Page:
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Nile Tilapia Fish Skin, Scales, and Spine as Naturally Derived Biomaterials for Tissue Regeneration


Purpose of Review

This study aims to review the literature on the use of Nile tilapia-derived extracellular matrix (ECM) proteins as naturally derived scaffold material for tissue regeneration.

Recent Findings

Nile tilapia has emerged as a particularly relevant specie for the development of fish-derived biomaterials. The skin, scale, and spine of various fish species have been extensively demonstrated as a potential source of native ECM proteins for use in regenerative medicine.


When compared to synthetic polymers, collagen-based biomaterials introduce some disadvantages due to their lower biomechanical stiffness and rapid biodegradation. However, collagen-based biomaterials continue to be one of the most highly investigated natural materials for bone regeneration. Studies have pointed to tilapia as a satisfactory source of collagen for its quality and cost benefit, with good responses in vitro and in vivo, especially studies involving the skin as the main source of production. For both soft and hard tissue regenerations, Nile tilapia skin is being considered as a good source of collagen. Other sources (scales and spine) are less addressed in comparison to skin, which in turn, brings more consistent perspective in relation to clinical use.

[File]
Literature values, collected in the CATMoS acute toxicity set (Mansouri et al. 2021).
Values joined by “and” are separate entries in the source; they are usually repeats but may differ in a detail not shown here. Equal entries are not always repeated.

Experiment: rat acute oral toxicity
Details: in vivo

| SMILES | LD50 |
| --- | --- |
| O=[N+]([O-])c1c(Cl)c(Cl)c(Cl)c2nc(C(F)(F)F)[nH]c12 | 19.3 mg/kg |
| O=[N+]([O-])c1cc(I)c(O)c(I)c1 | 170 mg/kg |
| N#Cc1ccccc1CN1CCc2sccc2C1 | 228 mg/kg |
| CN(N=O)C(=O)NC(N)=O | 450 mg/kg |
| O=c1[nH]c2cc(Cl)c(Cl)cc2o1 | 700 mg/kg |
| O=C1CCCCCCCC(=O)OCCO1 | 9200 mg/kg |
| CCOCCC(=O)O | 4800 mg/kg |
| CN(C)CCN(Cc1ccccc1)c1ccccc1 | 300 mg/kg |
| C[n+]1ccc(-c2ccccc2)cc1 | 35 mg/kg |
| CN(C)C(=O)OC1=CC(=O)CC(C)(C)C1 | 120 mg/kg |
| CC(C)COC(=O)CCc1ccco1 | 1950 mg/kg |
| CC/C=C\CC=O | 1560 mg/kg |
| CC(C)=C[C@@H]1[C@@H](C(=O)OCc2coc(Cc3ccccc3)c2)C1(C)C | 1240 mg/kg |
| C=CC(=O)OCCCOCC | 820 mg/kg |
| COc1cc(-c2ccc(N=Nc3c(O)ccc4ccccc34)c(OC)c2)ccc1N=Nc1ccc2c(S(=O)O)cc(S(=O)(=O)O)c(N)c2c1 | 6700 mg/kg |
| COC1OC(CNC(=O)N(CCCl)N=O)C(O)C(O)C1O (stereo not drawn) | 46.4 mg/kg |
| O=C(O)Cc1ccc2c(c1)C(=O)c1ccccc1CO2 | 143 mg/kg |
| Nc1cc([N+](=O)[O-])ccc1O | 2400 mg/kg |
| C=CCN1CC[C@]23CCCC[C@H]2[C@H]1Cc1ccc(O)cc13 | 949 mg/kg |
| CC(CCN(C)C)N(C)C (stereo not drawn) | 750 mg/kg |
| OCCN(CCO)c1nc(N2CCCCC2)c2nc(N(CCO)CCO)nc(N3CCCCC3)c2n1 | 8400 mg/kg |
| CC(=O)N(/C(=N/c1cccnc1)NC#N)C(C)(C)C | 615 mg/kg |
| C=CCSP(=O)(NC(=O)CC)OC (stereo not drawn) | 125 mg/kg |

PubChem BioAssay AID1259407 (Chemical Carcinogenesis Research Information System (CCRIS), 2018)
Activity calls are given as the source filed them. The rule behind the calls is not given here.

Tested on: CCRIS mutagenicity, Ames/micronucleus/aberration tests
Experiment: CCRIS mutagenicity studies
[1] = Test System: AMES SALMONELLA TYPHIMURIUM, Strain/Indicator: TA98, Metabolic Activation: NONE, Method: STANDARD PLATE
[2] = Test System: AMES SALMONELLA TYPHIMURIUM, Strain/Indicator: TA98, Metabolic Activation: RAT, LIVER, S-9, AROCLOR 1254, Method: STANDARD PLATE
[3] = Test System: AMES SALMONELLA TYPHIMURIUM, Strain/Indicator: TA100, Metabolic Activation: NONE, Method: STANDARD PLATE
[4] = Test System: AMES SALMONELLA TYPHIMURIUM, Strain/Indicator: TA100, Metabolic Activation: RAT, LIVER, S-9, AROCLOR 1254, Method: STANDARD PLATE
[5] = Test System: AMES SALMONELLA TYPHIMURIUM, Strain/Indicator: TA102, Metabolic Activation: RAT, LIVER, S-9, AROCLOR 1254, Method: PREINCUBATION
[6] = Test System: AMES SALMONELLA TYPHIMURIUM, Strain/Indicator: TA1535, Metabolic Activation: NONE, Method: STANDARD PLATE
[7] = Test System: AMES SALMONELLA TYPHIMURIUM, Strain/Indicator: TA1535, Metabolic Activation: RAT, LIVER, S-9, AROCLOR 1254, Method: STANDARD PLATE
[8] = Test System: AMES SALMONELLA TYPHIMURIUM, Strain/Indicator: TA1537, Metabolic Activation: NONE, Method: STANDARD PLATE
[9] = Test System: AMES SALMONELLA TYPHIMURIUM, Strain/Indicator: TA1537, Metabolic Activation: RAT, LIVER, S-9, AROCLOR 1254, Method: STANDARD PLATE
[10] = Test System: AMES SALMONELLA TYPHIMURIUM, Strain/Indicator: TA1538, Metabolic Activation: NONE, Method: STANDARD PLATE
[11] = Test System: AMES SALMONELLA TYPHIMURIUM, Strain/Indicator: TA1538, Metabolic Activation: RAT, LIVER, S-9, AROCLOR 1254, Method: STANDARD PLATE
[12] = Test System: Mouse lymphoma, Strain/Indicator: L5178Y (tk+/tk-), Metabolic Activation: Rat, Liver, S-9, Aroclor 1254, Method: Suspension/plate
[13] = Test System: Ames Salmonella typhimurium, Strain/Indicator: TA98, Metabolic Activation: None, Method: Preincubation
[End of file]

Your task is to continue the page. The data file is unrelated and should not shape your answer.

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Papers of particular interest, published recently, have been highlighted as: • Of importance

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Correspondence to Luiz E. Bertassoni.

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Lima-Verde, M.E.Q., Parthiban, S.P., Junior, A.E.C.F. et al. Nile Tilapia Fish Skin, Scales, and Spine as Naturally Derived Biomaterials for Tissue Regeneration. Curr Oral Health Rep 7, 335–343 (2020).

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  • Tilapia
  • Scaffold
  • Regeneration
  • Tissue engineering